Gifted with a wise and life-embracing mother-in-law who turned 90 last week, I asked mine her secret to a long and satisfying life.
“If I have to pick one thing,” she said, “it’s a sense of humor. Just don’t take yourself too seriously.”
Laughter must really be the best medicine.
This “ancient one” — her chosen email moniker — has had her share of woes and worries, just like anyone else. What sets her apart is her resilience and persistently positive outlook, no matter what’s going on.
She takes lasting pleasure from small things. A good book. The birds bickering over the backyard feeder, making her giggle each morning over coffee. She loves jokes, clever memes, and funny animal videos.
She laughs, a lot. On purpose. And she’s onto something.
A young vet told me what kept him remotely sane during combat duty was his sarcastic sense of humor. That must be an old trick, or “MASH” and “Hogan’s Heroes” wouldn’t have resonated.
Science repeatedly confirms that developing a sense of humor to cope with life stress is a critical element of physical and mental health. The Coping Humor Scale (a self-reporting measure developed in the 1980s) and other tools since 1926 have assessed the degree to which people with similar life stress levels use humor to cope, with largely the same results: Laughter is very, very good for you.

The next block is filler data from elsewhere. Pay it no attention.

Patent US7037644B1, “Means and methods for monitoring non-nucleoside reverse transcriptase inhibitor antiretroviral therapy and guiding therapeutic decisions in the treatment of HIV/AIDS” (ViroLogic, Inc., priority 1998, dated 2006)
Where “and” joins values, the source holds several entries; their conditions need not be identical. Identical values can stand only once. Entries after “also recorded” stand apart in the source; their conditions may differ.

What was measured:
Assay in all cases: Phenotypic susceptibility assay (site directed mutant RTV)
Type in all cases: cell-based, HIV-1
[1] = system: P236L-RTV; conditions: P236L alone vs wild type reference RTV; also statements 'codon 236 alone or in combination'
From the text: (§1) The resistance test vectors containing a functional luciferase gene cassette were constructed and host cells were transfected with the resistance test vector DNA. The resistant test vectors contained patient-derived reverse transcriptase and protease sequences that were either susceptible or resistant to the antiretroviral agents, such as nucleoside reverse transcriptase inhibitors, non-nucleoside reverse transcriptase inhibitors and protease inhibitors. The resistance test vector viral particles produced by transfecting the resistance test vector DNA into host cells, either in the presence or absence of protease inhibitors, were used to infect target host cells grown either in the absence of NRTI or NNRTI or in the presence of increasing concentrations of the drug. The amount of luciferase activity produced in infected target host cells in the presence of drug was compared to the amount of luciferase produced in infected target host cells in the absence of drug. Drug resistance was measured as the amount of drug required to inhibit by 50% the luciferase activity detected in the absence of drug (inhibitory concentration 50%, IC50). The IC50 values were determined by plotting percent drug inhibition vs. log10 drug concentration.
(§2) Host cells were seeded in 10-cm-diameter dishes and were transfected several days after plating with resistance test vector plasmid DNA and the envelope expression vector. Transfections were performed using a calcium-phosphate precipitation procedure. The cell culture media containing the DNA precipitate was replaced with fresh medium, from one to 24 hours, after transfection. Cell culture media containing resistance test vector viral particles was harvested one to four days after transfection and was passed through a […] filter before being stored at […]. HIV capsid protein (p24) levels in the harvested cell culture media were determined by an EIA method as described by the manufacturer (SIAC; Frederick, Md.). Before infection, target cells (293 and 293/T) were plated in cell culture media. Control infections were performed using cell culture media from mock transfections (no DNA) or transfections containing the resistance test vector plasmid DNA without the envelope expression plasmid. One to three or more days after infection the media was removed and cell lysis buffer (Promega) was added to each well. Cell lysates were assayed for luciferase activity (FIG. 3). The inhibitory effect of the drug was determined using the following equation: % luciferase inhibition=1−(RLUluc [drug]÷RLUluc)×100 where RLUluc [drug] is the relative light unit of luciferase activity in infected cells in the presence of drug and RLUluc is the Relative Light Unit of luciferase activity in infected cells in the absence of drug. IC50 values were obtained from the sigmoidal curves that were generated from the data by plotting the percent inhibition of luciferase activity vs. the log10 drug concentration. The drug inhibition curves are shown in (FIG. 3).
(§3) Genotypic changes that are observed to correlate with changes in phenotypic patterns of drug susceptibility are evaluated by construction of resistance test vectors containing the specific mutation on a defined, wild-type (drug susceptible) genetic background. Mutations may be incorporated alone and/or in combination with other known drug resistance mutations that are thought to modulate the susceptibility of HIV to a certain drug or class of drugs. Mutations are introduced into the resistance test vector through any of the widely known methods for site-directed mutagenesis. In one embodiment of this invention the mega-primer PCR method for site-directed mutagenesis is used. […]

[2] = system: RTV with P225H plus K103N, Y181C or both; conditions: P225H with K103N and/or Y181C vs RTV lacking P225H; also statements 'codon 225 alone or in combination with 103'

A series of studies published in 1993 by a team at University of Western Ontario indicated those with a greater sense of humor deal with problems better and less often react negatively to major events. Plus the more we laugh, another study found, the more we enjoy living.
A 2016 analysis entitled “Laughing at Cancer” explored the relationship between humor and coping with this difficult disease, finding that patients who joked about it experienced less stress, a greater sense of community, and felt enabled to talk about their frightening experiences with less stress and more support.
My friend Bill would agree, convinced he beat cancer with laughter. Instead of saying goodbye as doctors advised, he told everyone he knew to send him jokes daily until he beat it. Twenty years later, he’s still laughing.
The upshot of all this just confirms Gretchen’s philosophy: Humor is positively correlated with lower stress, better school and work performance, better health, less depression, less loneliness, and higher self-esteem. That last one is especially noteworthy; don’t take anything “too seriously,” and you’ll like yourself more.
“What’s the difference between a snowman and a snowwoman? Snowballs.”
Sholeh Patrick is a columnist for the Hagadone News Network. Contact her at firstname.lastname@example.org.